Without mentioning the president by name, Walsh said at a press conference Wednesday afternoon that his main focus is public health, not restarting the economy.
"I want to be absolutely clear about the focus," Walsh said. "We heard the last couple days, mixed messages from Washington and the national conversation to suggest that we shift priorities. Our focus in Boston, and what should be in the country right now, is on public health."
Speaking to reporters at a polite social distance outside Boston City Hall, Walsh said his administration would continue to listen to the advice of medical experts first and foremost.
"It's about doing the right thing, now and in the difficult weeks ahead," Walsh said. "Our focus should be on saving lives, preventing the spread of the virus, because every single life is worth saving."
He added that there could be no economic recovery without public health.
"There's no other options," Walsh said. "If our health system gets overwhelmed, there will be serious implications to this."
Walsh said the Boston Resiliency Fund, started last week to aid residents and businesses amid the COVID-19 pandemic, has now surpassed its $20 million goal. The mayor said the first $5 million from the fund will go to organizations addressing food insecurity and healthcare.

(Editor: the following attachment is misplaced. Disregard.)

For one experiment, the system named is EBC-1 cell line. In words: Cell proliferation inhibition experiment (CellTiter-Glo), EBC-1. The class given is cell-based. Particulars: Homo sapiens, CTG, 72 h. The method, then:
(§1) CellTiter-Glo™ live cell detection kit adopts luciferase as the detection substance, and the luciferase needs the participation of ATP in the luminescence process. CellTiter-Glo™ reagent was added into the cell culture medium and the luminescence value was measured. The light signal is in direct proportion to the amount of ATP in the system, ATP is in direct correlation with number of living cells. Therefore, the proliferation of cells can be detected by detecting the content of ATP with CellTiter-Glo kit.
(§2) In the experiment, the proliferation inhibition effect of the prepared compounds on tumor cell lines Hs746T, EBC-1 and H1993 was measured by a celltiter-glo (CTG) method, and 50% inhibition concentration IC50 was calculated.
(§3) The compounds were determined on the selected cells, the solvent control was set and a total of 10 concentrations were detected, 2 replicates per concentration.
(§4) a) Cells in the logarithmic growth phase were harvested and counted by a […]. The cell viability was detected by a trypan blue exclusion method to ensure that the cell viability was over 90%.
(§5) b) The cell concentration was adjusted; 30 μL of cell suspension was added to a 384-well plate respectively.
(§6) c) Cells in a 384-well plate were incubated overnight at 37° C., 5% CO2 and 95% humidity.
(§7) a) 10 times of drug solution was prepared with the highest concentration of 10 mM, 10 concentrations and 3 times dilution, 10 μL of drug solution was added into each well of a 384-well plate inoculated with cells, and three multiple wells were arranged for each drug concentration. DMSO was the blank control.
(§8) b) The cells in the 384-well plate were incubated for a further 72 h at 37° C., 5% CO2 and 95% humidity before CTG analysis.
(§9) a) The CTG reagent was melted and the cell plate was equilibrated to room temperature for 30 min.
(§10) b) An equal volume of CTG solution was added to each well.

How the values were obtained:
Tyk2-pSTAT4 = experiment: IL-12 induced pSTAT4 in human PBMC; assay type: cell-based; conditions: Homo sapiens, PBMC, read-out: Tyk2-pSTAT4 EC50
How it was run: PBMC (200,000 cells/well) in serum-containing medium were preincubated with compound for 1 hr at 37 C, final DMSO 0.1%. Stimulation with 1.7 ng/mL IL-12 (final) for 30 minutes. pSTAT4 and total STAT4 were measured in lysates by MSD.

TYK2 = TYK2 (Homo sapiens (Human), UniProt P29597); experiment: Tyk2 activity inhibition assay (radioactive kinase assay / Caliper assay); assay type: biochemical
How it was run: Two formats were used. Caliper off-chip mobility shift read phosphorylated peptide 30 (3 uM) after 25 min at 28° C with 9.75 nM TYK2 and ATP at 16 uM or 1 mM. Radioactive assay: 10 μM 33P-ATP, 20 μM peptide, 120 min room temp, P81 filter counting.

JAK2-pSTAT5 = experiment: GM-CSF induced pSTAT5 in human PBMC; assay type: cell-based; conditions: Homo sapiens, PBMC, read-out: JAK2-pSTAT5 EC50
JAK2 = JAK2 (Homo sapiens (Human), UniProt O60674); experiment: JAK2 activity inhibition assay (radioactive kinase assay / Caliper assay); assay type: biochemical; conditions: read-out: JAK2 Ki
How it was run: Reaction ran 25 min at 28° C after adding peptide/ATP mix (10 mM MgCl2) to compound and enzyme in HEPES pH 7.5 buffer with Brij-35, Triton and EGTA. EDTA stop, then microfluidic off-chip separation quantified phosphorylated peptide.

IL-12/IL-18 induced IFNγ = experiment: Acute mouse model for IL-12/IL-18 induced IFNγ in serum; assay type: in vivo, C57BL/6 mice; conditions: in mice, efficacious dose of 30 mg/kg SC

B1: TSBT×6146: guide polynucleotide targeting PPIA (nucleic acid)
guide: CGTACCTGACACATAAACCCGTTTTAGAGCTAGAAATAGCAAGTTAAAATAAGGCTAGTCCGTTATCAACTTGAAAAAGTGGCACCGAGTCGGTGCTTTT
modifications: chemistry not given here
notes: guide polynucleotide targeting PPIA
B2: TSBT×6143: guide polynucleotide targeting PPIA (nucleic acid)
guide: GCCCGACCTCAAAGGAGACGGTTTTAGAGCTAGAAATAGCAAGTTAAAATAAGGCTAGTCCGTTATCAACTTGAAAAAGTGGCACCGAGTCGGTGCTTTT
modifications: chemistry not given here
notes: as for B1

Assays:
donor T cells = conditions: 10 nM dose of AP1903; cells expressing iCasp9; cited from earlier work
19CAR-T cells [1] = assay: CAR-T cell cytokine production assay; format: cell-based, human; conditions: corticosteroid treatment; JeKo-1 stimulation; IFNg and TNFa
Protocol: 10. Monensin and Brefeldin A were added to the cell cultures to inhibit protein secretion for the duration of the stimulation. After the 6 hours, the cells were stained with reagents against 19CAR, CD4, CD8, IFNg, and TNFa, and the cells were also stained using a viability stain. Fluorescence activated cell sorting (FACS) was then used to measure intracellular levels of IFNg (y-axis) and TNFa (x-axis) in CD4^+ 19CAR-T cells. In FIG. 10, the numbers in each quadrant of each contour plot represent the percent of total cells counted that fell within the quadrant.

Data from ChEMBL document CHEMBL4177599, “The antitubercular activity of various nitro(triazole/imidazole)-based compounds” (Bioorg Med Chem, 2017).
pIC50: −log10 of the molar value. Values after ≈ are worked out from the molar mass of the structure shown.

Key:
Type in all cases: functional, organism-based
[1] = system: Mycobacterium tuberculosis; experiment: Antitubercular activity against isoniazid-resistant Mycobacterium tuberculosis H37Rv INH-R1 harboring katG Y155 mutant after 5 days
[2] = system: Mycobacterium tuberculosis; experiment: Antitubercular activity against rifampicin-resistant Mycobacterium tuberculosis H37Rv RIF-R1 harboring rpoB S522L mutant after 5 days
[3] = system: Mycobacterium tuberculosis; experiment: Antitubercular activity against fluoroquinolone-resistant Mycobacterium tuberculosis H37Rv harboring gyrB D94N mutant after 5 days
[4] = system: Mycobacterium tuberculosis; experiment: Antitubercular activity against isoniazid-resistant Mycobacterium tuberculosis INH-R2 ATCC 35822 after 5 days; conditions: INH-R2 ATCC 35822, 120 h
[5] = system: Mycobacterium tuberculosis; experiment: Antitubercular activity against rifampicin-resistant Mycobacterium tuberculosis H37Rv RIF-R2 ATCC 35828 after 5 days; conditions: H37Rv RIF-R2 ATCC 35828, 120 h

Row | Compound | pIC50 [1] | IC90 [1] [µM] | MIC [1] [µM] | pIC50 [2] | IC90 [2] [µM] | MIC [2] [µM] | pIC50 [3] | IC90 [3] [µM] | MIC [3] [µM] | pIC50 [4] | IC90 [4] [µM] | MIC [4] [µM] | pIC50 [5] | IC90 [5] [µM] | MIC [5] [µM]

Some of that money has already been used to purchase thousands of Chromebooks, putting 18,000 in Boston students' hands for remote learning.
The mayor said City Hall was operational, but discouraging visitors.
"Most of our services are now online, and if you need to come to City Hall, we're asking you to call 311 to set up an appointment before you come in," he said.
Walsh reiterated that residents should be washing their hands and practicing social distancing, as well as disinfecting all surfaces, including those in their cars.
He thanked legislators working to allow beer and wine for delivery and takeout from Massachusetts restaurants, and said the city was temporarily lifting its plastic bag ban during the COVID-19 crisis.
Walsh thanked medical professionals and their families, first responders, custodial workers, grocers and pharmacy workers, and public transportation employees for all their hard work of late.
"I want to thank everyone on the front lines of this crisis," Walsh said. "It's never been more clear in our lives that we live with heroes all around us here in Boston, and quite honestly, I can expand that to the Commonwealth of Massachusetts, too, so thank you to all the first responders throughout the Commonwealth."
He also urged residents to call 311 if they're feeling isolated, vulnerable, or afraid, and the city will put them in contact with people who can help.
"It's an important time that you take care of yourself, and if you're alone or scared, please call 311, because there's a whole bunch of people here in the City of Boston that love you and care for you and want you to be safe, and want you to know that we're right behind you," he said.
WBZ NewsRadio's Karyn Regal (@Karynregal) reports